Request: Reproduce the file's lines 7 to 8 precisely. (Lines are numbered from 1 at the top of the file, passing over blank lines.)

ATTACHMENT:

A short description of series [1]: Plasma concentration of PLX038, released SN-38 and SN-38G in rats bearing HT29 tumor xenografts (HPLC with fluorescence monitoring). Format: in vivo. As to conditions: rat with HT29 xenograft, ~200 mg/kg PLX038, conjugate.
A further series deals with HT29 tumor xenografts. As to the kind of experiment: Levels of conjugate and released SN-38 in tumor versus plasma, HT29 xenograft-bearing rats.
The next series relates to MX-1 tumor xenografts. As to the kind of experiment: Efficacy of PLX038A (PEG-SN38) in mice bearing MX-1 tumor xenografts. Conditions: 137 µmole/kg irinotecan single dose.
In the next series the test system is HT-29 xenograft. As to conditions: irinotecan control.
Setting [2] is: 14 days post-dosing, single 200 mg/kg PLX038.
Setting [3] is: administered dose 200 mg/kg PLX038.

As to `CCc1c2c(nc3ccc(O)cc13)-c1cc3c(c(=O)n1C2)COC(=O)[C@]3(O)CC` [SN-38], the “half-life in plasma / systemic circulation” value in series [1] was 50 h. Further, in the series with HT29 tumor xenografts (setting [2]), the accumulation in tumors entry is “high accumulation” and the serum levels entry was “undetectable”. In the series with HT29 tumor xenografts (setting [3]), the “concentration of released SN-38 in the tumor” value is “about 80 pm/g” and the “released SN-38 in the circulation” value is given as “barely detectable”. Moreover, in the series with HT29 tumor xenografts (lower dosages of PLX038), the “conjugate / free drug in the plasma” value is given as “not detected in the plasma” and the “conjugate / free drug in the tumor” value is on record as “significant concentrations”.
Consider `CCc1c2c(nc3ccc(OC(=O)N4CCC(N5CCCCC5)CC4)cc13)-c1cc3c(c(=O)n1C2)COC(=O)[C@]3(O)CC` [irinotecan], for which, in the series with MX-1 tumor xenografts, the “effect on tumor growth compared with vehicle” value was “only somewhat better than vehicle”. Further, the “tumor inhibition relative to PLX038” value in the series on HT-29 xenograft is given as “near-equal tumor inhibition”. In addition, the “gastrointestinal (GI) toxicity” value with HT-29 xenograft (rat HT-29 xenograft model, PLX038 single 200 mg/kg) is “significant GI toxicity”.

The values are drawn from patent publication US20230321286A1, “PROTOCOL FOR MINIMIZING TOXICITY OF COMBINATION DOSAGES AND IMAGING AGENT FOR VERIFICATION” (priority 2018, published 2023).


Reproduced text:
As to `CCc1c2c(nc3ccc(O)cc13)-c1cc3c(c(=O)n1C2)COC(=O)[C@]3(O)CC` [SN-38], the “half-life in plasma / systemic circulation” value in series [1] was 50 h. Further, in the series with HT29 tumor xenografts (setting [2]), the accumulation in tumors entry is “high accumulation” and the serum levels entry was “undetectable”. In the series with HT29 tumor xenografts (setting [3]), the “concentration of released SN-38 in the tumor” value is “about 80 pm/g” and the “released SN-38 in the circulation” value is given as “barely detectable”. Moreover, in the series with HT29 tumor xenografts (lower dosages of PLX038), the “conjugate / free drug in the plasma” value is given as “not detected in the plasma” and the “conjugate / free drug in the tumor” value is on record as “significant concentrations”.
Consider `CCc1c2c(nc3ccc(OC(=O)N4CCC(N5CCCCC5)CC4)cc13)-c1cc3c(c(=O)n1C2)COC(=O)[C@]3(O)CC` [irinotecan], for which, in the series with MX-1 tumor xenografts, the “effect on tumor growth compared with vehicle” value was “only somewhat better than vehicle”. Further, the “tumor inhibition relative to PLX038” value in the series on HT-29 xenograft is given as “near-equal tumor inhibition”. In addition, the “gastrointestinal (GI) toxicity” value with HT-29 xenograft (rat HT-29 xenograft model, PLX038 single 200 mg/kg) is “significant GI toxicity”.